15It Pioneered the Modern Comic Book Movie
In the mid-’90s, Marvel Entertainment Group found itself on the brink of financial ruin. The media juggernaut had filed for Chapter 11 bankruptcy after losing money through the declining sales of their comic book and trading card properties. As a last resort, they agreed to sell the exclusive
movie rights of their X-Men characters to 20th Century Fox, brokering the deal which would lead to the first major comic book adaptation of the modern superhero movie era.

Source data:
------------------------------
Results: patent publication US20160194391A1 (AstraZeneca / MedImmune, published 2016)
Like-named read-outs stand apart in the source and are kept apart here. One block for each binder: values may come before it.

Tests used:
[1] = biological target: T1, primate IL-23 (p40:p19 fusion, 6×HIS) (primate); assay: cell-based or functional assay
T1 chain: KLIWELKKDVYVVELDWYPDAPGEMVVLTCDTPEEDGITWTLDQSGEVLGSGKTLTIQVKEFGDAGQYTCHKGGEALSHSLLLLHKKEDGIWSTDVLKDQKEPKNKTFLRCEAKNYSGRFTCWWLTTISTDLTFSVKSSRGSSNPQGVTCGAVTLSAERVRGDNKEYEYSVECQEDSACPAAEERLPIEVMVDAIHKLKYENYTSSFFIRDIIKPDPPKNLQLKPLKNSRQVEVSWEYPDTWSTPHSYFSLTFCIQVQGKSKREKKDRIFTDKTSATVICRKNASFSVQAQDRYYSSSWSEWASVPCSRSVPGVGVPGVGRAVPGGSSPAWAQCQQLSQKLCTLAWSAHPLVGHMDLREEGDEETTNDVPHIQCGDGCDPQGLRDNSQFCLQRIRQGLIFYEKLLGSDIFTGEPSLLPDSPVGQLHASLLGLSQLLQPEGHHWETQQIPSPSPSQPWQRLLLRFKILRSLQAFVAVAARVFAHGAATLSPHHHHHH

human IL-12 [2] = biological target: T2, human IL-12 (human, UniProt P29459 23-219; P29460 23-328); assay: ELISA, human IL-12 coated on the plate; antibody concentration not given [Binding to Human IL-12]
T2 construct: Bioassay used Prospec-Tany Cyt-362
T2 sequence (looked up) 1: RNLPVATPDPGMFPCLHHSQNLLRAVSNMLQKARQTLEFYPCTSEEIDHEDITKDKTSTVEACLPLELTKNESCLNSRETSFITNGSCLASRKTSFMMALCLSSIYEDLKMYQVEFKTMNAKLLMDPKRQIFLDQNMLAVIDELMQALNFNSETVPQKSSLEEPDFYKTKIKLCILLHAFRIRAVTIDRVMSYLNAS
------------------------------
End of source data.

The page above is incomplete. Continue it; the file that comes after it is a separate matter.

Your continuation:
Prior to 2000, the face of the comic book movie was primarily DC. Fans had familiarized themselves with Richard Donner’s Superman and Tim Burton’s Batman, but a big ensemble cast of heroes still felt light years away. Although other comic book alum had crept their way into the mainstream with films like Blade and Spawn, superheroes were still considered too unrealistic to break ground in a major way. What director Bryan Singer would do with X-Men permanently changed that outlook, grounding his cast in a real world setting that didn't feel too distant from our own. It was the start of bigger productions branching out from Singer’s success, including such hits as Sam Raimi's Spider-Man trilogy as well as Christopher Nolan’s Dark Knight films.